The computer industry is heading into an era of "unconstrained innovation" as old models fall away and applications based on Extensible Markup Language (XML) take over, Microsoft chairman and chief software architect Bill Gates said at Comdex last week.
His talk included a preview of the next versions of the Windows operating system, the Office suite of applications and the first public glimpse of the Tablet PC prototype Gates described as "one of the most amazing projects we've ever been involved in". The colourful computer is the size of a pad of paper and is an inch thick. It can be used with peripherals like a mouse and keyboard or users can write on it with a pen that duplicates their writing on the screen, sort of like a child's Etch-A-Sketch toy. The demonstration showed how Microsoft's software will allow users to enter handwritten text on the Web Tablet, and then edit that text as if it were a Microsoft Word document, by highlighting words and pasting them, for example.
The machines run on a 500MHz or 600MHz processor, have 128MB of RAM, a 10GB hard drive and operate on the next version of Windows 2000, code-named "Whistler". The Tablet PC is expected to be released in the second half of 2002.
Although the Tablet PC had centre stage, the keynote devoted time to showing off the latest version of Office (Office 10) due out next year, and its XML capabilities. "Microsoft and the industry should really build their future around XML," said Gates, who traditionally gives the opening Comdex speech, offering his view of the state of the industry and its future.
Office 10 will feature native support for XML in the Excel spreadsheet and the Access database. The XML features can be used to tie words or data in Office applications to information on the Internet. One example is a new feature in Office 10, now in beta test, called Smart Tags, which can automatically link certain words to local or Internet-based information.
Smart Tags can be used to create vertical industry versions of Office applications, according to a Microsoft official who demonstrated Office 10 during the keynote. For example, Microsoft has been working with a legal services company to provide Smart Tags that will allow documents in Office to include legal citations culled from the Web and to access Black's Law Dictionary.
Microsoft competitors are certain to quibble with Gates' future view, which is a "software-to-software" approach in which the applications enable the machines to work more effectively together in whatever model the user needs - server-to-server, server-to-client, client-to-client. He did take one small swipe at rival Sun, which Gates said promotes the idea of "getting rid of the PCs - if you lose your privacy, get over it", with servers playing the dominant hardware role.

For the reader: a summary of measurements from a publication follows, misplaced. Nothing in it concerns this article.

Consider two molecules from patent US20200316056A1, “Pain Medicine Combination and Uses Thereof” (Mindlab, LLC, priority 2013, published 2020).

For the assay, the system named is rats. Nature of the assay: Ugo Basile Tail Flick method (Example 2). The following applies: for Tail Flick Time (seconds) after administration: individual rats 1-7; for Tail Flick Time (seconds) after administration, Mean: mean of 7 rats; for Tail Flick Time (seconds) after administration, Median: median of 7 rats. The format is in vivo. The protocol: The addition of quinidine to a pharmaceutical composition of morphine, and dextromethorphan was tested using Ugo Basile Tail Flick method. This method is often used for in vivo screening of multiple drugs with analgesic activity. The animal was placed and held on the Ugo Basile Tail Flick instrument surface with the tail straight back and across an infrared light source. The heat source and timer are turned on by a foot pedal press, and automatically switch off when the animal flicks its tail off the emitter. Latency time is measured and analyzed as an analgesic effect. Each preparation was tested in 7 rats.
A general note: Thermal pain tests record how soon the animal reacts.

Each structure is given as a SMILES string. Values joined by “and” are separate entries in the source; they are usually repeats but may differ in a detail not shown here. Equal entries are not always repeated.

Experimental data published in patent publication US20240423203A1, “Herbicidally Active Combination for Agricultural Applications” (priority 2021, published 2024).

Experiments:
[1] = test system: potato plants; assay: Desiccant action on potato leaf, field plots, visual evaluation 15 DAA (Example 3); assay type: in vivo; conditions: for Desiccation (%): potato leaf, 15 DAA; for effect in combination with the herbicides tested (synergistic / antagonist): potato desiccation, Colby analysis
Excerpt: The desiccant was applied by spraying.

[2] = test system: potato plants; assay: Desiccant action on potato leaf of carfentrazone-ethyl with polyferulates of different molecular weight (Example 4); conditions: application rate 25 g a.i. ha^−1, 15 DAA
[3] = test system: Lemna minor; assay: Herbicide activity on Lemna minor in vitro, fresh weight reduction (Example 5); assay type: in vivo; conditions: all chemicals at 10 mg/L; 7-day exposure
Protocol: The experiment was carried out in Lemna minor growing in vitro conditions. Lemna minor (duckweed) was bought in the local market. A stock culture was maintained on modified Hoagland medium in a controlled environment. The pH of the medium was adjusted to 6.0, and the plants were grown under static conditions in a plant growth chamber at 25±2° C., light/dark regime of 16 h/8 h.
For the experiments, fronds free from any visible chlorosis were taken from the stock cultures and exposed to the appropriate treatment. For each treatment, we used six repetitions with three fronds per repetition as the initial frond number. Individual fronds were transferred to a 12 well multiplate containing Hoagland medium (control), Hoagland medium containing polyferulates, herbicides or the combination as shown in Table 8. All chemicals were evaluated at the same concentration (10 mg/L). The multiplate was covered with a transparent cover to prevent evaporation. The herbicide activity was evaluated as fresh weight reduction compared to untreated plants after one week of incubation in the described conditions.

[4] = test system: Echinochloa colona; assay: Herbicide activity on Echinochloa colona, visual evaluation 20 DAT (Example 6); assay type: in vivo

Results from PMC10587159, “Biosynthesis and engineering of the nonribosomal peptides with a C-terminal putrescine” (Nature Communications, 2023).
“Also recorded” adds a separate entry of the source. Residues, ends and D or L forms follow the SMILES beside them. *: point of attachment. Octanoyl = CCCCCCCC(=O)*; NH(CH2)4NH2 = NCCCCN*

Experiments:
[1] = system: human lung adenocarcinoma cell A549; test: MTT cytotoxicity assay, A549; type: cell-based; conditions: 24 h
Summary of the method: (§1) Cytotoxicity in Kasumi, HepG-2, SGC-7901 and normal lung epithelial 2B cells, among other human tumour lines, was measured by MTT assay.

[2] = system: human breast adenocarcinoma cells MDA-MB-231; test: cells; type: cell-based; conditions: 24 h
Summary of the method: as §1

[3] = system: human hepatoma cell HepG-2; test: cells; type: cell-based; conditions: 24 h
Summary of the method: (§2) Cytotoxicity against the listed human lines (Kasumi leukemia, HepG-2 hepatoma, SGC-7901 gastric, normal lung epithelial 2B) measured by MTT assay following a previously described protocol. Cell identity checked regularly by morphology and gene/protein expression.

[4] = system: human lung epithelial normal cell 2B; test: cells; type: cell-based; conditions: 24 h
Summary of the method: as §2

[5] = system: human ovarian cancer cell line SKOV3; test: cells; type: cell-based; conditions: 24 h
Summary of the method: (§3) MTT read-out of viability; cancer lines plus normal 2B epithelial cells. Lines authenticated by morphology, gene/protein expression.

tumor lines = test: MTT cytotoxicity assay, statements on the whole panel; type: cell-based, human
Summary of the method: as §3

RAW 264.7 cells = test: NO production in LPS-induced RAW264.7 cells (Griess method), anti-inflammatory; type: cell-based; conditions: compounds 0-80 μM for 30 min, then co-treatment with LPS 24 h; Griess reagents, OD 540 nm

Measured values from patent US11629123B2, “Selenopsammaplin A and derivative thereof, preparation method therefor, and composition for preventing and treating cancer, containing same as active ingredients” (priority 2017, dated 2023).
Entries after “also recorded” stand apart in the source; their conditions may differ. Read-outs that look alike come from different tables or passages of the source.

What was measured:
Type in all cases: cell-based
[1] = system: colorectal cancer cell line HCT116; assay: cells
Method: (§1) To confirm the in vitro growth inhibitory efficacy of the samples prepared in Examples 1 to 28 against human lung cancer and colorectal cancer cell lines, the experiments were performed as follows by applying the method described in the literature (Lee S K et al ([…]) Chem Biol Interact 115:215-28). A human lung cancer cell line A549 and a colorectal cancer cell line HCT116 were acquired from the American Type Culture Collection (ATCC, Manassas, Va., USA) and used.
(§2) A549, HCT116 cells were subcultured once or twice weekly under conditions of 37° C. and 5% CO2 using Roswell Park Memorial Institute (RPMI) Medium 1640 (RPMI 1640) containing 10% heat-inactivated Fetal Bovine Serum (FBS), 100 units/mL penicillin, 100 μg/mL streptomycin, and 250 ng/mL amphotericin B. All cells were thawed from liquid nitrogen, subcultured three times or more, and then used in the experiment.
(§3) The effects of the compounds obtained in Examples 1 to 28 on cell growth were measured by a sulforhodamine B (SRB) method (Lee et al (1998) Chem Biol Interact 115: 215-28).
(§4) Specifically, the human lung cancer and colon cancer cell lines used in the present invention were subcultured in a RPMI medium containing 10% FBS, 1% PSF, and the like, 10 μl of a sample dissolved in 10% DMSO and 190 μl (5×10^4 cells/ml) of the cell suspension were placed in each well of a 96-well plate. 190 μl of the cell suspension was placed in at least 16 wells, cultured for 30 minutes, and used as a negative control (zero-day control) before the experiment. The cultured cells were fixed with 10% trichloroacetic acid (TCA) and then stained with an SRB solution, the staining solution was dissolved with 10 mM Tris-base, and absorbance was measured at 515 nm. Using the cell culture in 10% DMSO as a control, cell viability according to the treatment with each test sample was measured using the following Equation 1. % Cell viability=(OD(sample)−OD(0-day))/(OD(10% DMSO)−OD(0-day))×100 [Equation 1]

"But you can't do speech, you can't do video" using that model, which further limits users from seeing one thing at a time, akin to the single portal approach in which all of the data wanted at a particular time is shown on the computer screen, Gates said.
Users want to access data from different sites they can reach from one point, Gates said, but they don't necessarily want to stay at just one site. Their needs also mean that the emerging industry model "can't just be pure client-to-client" because servers are necessary to provide "huge repositories" of data and for other functions that client machines can't handle.
The new interface will also be different "because there's no doubt that this year you could say the browser model is showing its age", Gates said.
Gates and Microsoft officials who came on stage touted the feature-rich software to come from the company, but that aspect of the applications could prove troublesome for some users, suggested Sanjay Talwar, an IT assistant director with US-based Era Aircraft.
"I think Microsoft is becoming another Sony. It has telephones, smart PCs - it even has televisions," he said, referring to TV set-top boxes and Microsoft's WebTV Networks products, which integrate the Internet and broadcast television.
"They were nice, cool products," Talwar said, though he added that some of the applications were so feature rich that only "intelligent people" will be able to take full advantage of them.
Whatever the overall sentiment, "cool" apparently is a descriptive that the demonstrations brought to mind. James Schwinghammer, a systems administrator with US-based Lawson Software, was wowed by the "thinking ink" technology used in the Tablet PC.
"I thought the thinking with ink' demonstration was very cool, that was definitely worth listening to," said Schwinghammer, who also thought it was "interesting" that Gates brought out representatives of companies that Microsoft has joint projects with, indicating the company is "working with the whole industry and not trying to stomp on people".